President ObamaBarack Hussein Obama Chelsea Manning tests positive for COVID-19 The Hill's Morning Report - Presented by National Industries for the Blind - Tight security for Capitol rally; Biden agenda slows Obama backs Trudeau in Canadian election MORE on Monday will call on Congress to pass “commonsense immigration reform,” according to a White House official.
Obama will speak Monday morning in San Francisco, urging House Republicans to take up the issue as soon as possible.
Obama will highlight key principles that must be a part of any bipartisan comprehensive effort, the official said, including continuing to strengthen border security, creating an earned path to citizenship, holding employers accountable and bringing our immigration system into the 21st century.
The White House says immigration reform has strong, bipartisan support across the country.
Rep. Kevin McCarthy (R-Calif.) on Sunday said that immigration reform “is going to happen.” The House majority whip, however, declined to lay out a timeline for a vote.
McCarthy insisted that the House would take immigration reform on a step-by-step basis, and noted that Obama said recently he was O.K. with that approach.
“We need to fix this system,” McCarthy said on CBS’s “Face the Nation.”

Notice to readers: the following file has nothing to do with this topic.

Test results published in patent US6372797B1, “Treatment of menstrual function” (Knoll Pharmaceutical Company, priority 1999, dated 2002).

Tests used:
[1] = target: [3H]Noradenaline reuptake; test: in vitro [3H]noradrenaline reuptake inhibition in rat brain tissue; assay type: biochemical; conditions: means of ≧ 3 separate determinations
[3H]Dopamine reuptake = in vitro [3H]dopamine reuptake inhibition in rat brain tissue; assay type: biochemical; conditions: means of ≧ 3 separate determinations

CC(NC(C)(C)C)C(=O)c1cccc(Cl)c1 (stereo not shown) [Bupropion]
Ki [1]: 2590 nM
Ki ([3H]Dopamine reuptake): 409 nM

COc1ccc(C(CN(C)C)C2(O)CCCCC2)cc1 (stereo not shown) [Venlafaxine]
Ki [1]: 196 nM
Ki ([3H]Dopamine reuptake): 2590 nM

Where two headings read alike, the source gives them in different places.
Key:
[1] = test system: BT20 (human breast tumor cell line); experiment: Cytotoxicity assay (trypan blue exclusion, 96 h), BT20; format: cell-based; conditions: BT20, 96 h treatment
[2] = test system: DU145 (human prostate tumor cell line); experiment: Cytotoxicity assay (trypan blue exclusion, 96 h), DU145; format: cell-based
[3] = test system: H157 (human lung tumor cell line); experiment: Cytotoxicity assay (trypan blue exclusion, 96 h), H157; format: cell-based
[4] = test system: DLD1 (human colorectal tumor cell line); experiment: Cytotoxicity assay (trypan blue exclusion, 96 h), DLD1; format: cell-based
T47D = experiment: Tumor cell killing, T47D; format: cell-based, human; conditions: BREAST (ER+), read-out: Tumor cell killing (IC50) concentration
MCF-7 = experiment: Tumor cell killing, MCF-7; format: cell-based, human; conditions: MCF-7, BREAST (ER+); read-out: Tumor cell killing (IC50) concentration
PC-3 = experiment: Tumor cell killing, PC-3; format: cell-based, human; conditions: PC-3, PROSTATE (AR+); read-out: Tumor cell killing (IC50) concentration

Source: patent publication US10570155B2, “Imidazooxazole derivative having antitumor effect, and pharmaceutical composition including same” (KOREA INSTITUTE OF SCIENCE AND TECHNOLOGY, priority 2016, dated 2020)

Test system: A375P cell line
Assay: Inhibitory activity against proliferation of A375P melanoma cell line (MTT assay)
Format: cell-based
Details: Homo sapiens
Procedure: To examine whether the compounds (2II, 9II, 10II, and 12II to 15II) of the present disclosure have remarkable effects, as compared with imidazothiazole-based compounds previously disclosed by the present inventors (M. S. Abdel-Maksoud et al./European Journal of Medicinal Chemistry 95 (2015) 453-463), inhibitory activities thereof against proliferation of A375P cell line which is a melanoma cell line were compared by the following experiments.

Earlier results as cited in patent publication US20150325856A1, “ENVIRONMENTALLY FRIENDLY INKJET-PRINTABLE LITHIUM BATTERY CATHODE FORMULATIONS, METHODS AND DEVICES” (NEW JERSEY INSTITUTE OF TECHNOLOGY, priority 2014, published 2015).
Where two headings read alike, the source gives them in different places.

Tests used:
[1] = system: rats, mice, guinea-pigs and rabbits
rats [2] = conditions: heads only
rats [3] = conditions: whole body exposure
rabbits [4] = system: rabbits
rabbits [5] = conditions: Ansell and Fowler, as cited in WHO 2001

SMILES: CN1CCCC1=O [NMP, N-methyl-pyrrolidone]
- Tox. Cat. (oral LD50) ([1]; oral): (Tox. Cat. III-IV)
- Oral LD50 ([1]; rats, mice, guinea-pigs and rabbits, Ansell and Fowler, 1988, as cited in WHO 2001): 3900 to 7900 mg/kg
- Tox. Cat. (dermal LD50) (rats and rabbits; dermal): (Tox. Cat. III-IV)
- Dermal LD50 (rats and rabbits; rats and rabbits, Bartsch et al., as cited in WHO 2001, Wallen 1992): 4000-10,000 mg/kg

Speaker John Boehner (R-Ohio) also said last week that immigration reform was far from dead.
Obama’s shift to immigration follows a historic deal over the weekend between the U.S. and five partners and Iran to curb Tehran's nuclear program in exchange for limited sanctions relief.
"For the first time in nearly a decade, we have halted the progress of the Iranian nuclear program, and key parts of the program will be rolled back," Obama said in remarks from the White House after the agreement was announced.
Obama will also attend two events on Monday afternoon in San Francisco for the Democratic National Committee.
Monday evening, he’ll speak at events for the Democratic Senatorial Campaign Committee and the Democratic Congressional Campaign Committee.
--Justin Sink and Bernie Becker contributed to this report.